Counting One's Blessings

The Collected Letters of Queen Elizabeth the Queen Mother

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One of the revelations of William Shawcross's official biography of the Queen Mother was her private correspondence. Indeed the Sunday Times described her letters as 'wonderful ... brimful of liveliness and irreverence, steeliness and sweetness.'

Queen Elizabeth was a prolific correspondent from her earliest childhood and her letters offer readers a vivid insight into the person behind the public face. They reveal - in her own words - the little girl writing to her family; the young woman who, eventually, accepted Prince Albert's proposal; the Duchess of York, embracing the public role demanded of her, on royal tours both at home and abroad. They reveal, too, her shock when she and her husband realized that he would become King, the dreadful toll exacted by the Second World War, culminating in the King's tragically early death, and her determination to find a role for herself during her long widowhood. Full of wit, acute observation and a deeply held sense of duty, Queen Elizabeth's letters offer a chronicle not only of her long life, but of the twentieth century.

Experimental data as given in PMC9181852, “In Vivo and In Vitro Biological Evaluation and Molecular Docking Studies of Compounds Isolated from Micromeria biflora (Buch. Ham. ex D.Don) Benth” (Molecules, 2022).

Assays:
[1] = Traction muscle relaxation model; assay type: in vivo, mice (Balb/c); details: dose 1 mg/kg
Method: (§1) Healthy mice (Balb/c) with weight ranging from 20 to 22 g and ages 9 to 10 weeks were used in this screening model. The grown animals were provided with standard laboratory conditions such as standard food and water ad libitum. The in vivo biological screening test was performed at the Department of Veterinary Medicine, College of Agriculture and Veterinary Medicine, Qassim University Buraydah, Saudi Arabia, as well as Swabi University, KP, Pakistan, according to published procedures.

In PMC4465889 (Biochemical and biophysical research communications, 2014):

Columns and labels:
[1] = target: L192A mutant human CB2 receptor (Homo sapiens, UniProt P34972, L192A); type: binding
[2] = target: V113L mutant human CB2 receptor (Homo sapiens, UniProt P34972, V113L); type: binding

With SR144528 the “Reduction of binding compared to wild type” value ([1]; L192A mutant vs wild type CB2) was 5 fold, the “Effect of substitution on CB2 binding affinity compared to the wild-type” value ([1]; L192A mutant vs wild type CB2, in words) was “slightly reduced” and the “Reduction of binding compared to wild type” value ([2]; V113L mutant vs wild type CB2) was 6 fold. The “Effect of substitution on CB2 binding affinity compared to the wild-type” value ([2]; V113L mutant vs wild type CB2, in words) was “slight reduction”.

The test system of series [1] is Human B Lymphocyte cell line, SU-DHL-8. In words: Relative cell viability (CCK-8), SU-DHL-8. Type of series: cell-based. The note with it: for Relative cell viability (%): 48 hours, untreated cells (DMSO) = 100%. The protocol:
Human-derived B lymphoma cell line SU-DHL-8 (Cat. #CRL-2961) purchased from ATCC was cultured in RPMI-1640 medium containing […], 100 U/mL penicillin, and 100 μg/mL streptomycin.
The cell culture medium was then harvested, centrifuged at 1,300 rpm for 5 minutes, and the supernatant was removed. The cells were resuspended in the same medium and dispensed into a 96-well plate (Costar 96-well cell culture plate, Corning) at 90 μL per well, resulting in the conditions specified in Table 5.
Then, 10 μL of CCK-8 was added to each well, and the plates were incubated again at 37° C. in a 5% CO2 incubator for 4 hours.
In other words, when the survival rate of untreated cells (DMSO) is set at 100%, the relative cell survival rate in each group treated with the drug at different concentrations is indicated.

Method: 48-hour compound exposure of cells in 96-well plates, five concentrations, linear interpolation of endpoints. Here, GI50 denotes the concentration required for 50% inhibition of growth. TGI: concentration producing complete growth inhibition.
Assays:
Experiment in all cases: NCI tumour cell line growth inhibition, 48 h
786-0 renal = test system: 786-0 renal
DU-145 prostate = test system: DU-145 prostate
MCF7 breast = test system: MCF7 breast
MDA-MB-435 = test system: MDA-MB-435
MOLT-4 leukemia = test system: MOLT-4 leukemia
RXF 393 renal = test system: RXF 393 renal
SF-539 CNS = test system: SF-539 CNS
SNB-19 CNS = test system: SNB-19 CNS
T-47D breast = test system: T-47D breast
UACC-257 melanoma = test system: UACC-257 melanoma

About William Shawcross

" " " " William Shawcross became a writer after leaving University College, Oxford in 1968. He was in Czechosl ovakia during the Soviet occupation; this inspired his first book, a biography of Alexander Dubcek, the Czechoslovak leader, which was published in 1970. In 1995 he wrote the BBC Television series Monarchy. In 2002 his BBC Television series and book, Queen and Country celebrated the Queen’s Golden Jubilee and examined the changing face of Britain during her reign. He lives in England. " " " " "

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